Moody’s research services, data and analytic tools are utilized by institutional investors and other credit and capital markets professionals. These services cover various segments of the loan and debt capital markets, and are sold to more than 8,700 customer accounts worldwide. Within these accounts, more than 30,000 unique users accessed Moody’s research website (www.moodys.com) during calendar year 2007. In addition to these clients, more than 167,000 other individuals visited Moody’s website to retrieve current ratings and other information made freely available to the public.

MKMV develops and distributes quantitative credit risk assessment products and services, including credit processing and analytical tools for credit portfolio management. With more than 1,800 clients operating in approximately 85 countries, MKMV serves banks, corporations and institutional investors, including most of the world’s largest financial institutions. MKMV’s quantitative credit analysis tools include models that estimate the probability of default for approximately 29,000 publicly traded firms globally, updated daily. In addition, MKMV’s RiskCalc™ models extend the availability of these probabilities to privately held firms in many of the world’s economies. MKMV also offers services to value and improve the performance of credit-sensitive portfolios.

Prospects for Growth

Over recent decades, global fixed-income markets have grown significantly in terms of outstanding principal amount and types of securities or other obligations. Despite the recent market disruption and decline in issuance activity for some important classes of securities in the U.S. and internationally, Moody’s believes that the overall long-term outlook remains favorable for continued secular growth of fixed-income markets worldwide. However, Moody’s expects that, in the near-term, growth drivers such as financial innovation and disintermediation will slow as capital market participants adjust to the recent poor performance of some structured finance asset classes, such as U.S. residential mortgage-backed securities and credit derivatives. Restoring investor confidence in structured products will require enhancements to Moody’s rating processes and probably greater transparency from issuers of structured (or securitized) debt. Moody’s is developing updated rating methodologies, volatility measures, and pricing and valuation services to aid the return of investor trust and, though it is likely to be a measured process, Moody’s expects that these initiatives will support continued long-term demand for high-quality, independent credit opinions.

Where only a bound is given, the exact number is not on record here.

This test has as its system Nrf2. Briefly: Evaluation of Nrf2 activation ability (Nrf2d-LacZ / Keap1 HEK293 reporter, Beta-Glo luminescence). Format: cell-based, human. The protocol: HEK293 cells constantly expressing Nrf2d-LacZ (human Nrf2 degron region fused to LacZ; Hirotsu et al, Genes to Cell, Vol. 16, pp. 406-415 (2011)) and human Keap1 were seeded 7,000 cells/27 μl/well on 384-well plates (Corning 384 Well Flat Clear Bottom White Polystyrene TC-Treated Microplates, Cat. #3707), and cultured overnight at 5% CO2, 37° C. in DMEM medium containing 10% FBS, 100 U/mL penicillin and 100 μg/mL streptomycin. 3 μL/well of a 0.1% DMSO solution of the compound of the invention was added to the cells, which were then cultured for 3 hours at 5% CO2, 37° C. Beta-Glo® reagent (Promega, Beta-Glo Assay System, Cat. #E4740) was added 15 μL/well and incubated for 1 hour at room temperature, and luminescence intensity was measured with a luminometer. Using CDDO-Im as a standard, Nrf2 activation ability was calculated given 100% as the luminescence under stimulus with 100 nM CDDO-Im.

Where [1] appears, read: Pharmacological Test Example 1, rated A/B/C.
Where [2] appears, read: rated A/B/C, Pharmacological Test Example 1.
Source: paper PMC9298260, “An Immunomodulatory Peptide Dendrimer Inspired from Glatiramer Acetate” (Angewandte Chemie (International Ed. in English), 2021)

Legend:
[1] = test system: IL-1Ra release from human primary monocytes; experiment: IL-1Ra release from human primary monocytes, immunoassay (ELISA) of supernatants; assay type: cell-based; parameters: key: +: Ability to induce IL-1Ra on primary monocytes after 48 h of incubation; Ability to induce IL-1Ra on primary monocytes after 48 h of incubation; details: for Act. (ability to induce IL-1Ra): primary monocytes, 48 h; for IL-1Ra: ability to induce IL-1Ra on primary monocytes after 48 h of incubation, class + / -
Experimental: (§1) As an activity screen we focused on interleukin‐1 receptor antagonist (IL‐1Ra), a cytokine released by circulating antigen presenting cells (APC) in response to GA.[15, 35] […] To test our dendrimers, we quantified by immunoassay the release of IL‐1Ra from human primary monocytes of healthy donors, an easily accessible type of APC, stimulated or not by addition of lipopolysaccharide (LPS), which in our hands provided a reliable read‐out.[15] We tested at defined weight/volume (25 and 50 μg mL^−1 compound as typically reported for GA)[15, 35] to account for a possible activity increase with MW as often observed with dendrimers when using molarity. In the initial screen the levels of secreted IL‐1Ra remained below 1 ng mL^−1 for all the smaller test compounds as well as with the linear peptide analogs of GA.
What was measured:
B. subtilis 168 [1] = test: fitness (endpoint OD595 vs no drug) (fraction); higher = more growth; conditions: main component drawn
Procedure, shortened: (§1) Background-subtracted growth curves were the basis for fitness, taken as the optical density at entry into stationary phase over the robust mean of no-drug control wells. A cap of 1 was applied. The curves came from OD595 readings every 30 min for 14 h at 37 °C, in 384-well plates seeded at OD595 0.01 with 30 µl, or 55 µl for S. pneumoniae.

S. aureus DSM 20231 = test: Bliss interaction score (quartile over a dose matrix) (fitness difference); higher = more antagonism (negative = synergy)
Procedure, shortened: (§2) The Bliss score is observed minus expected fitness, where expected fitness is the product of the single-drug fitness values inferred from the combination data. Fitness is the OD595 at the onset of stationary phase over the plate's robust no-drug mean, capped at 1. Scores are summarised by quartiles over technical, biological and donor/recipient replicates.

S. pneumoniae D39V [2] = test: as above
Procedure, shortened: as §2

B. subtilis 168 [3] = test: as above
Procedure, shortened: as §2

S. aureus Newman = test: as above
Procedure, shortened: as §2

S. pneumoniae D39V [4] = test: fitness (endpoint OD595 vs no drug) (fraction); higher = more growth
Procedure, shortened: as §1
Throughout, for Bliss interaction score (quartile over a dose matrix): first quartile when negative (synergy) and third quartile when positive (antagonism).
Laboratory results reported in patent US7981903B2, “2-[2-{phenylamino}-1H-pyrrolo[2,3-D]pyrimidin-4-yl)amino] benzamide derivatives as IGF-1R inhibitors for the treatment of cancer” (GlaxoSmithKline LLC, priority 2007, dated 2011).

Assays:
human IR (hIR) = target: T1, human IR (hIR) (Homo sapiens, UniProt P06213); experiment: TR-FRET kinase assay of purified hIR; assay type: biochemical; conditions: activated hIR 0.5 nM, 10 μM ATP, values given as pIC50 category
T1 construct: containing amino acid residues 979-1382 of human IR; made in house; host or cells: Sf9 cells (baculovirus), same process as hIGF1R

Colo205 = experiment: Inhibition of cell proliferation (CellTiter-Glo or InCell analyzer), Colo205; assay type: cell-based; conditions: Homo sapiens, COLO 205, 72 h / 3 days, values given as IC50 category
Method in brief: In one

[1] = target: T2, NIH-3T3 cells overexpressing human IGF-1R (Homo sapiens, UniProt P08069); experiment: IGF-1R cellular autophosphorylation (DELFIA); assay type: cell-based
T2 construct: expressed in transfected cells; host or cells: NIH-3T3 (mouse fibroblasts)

Growth in global fixed-income markets is attributable to a number of forces and trends. Advances in information technology, such as the Internet, make information about investment alternatives widely available throughout the world. This technology facilitates issuers’ ability to place securities outside their national markets and investors’ capacity to obtain information about securities issued outside their national markets. Issuers and investors are also more readily able to obtain information about new financing techniques and new types of securities that they may wish to purchase or sell, many of which may be unfamiliar to them. This availability of information promotes the ongoing integration and development of worldwide financial markets and a greater need for credible, globally comparable opinions about credit risk. As a result, existing capital markets have expanded and a number of new capital markets have emerged. In addition, more issuers and investors are accessing developed capital markets.

Another trend that is driving growth in the world’s capital markets is the disintermediation of financial systems. Issuers increasingly raise capital in the global public capital markets, in addition to, or in substitution for, traditional financial intermediaries. Moreover, financial intermediaries have sold assets in the global public capital markets, in addition to or instead of retaining those assets. Recent credit market disruptions have slowed the trend of disintermediation in important markets such as the U.S. and Europe, but Moody’s believes that debt capital markets offer advantages in capacity and efficiency compared to the traditional banking systems. Thus, disintermediation is expected to expand in the longer-term.